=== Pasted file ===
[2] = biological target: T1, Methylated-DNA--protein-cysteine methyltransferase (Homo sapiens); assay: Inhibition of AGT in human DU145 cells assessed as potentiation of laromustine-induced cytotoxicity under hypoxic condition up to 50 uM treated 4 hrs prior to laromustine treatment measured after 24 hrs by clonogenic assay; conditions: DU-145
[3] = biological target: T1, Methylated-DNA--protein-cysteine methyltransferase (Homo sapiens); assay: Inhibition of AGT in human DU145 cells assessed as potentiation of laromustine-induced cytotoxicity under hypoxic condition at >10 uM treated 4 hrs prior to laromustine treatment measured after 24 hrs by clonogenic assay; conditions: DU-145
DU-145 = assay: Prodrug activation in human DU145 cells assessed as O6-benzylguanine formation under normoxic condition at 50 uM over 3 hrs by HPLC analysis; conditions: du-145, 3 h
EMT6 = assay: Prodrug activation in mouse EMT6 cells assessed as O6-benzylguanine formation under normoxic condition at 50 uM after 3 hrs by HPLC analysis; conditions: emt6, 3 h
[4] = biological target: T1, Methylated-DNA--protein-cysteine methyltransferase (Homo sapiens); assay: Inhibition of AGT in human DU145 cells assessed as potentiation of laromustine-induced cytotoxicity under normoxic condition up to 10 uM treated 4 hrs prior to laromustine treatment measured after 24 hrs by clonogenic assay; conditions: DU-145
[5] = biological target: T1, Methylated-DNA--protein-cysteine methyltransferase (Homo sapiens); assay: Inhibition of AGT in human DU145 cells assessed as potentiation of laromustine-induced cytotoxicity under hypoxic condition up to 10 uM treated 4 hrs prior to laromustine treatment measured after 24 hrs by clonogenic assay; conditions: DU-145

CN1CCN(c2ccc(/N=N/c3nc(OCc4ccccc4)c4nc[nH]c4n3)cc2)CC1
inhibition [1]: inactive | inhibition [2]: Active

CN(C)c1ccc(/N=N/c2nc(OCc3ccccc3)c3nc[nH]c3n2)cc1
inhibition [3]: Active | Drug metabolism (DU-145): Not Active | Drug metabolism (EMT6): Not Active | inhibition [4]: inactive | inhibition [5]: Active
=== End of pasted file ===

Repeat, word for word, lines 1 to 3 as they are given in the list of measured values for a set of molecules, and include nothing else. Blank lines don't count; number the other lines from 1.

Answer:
[2] = biological target: T1, Methylated-DNA--protein-cysteine methyltransferase (Homo sapiens); assay: Inhibition of AGT in human DU145 cells assessed as potentiation of laromustine-induced cytotoxicity under hypoxic condition up to 50 uM treated 4 hrs prior to laromustine treatment measured after 24 hrs by clonogenic assay; conditions: DU-145
[3] = biological target: T1, Methylated-DNA--protein-cysteine methyltransferase (Homo sapiens); assay: Inhibition of AGT in human DU145 cells assessed as potentiation of laromustine-induced cytotoxicity under hypoxic condition at >10 uM treated 4 hrs prior to laromustine treatment measured after 24 hrs by clonogenic assay; conditions: DU-145
DU-145 = assay: Prodrug activation in human DU145 cells assessed as O6-benzylguanine formation under normoxic condition at 50 uM over 3 hrs by HPLC analysis; conditions: du-145, 3 h